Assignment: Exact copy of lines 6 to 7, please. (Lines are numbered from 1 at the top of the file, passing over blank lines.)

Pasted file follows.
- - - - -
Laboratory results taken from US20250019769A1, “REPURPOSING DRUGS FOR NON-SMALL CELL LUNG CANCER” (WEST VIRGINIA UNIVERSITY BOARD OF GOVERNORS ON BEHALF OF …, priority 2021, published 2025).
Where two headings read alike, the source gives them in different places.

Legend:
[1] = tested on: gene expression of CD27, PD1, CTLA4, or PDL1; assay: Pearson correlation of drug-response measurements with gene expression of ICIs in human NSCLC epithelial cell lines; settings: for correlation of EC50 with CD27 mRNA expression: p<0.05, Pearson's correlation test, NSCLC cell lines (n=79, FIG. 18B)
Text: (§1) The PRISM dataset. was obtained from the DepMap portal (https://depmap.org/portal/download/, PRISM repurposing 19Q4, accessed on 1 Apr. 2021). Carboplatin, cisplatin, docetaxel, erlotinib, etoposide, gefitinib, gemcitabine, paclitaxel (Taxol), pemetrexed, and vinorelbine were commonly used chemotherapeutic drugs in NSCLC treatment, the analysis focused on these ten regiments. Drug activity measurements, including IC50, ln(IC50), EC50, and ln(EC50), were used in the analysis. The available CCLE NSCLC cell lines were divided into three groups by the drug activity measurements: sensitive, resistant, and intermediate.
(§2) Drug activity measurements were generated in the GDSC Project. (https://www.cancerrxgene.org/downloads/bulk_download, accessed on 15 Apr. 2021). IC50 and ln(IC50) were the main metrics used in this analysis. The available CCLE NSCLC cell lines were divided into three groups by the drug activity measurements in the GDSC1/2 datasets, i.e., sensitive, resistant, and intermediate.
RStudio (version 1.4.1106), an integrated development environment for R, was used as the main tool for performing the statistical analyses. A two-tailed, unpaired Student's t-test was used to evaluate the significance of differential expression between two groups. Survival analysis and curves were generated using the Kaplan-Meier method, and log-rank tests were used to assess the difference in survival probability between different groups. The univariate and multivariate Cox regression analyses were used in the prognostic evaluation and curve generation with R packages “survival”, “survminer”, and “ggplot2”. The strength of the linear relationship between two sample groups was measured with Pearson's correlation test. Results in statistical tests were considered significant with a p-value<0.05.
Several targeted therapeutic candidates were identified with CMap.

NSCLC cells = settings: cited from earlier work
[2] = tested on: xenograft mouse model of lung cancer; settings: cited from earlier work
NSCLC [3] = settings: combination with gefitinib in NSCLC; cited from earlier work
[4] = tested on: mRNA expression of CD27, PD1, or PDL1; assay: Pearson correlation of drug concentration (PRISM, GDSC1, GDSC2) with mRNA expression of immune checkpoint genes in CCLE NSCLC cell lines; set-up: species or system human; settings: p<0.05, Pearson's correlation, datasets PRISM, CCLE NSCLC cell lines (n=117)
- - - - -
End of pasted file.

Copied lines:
(§2) Drug activity measurements were generated in the GDSC Project. (https://www.cancerrxgene.org/downloads/bulk_download, accessed on 15 Apr. 2021). IC50 and ln(IC50) were the main metrics used in this analysis. The available CCLE NSCLC cell lines were divided into three groups by the drug activity measurements in the GDSC1/2 datasets, i.e., sensitive, resistant, and intermediate.
RStudio (version 1.4.1106), an integrated development environment for R, was used as the main tool for performing the statistical analyses. A two-tailed, unpaired Student's t-test was used to evaluate the significance of differential expression between two groups. Survival analysis and curves were generated using the Kaplan-Meier method, and log-rank tests were used to assess the difference in survival probability between different groups. The univariate and multivariate Cox regression analyses were used in the prognostic evaluation and curve generation with R packages “survival”, “survminer”, and “ggplot2”. The strength of the linear relationship between two sample groups was measured with Pearson's correlation test. Results in statistical tests were considered significant with a p-value<0.05.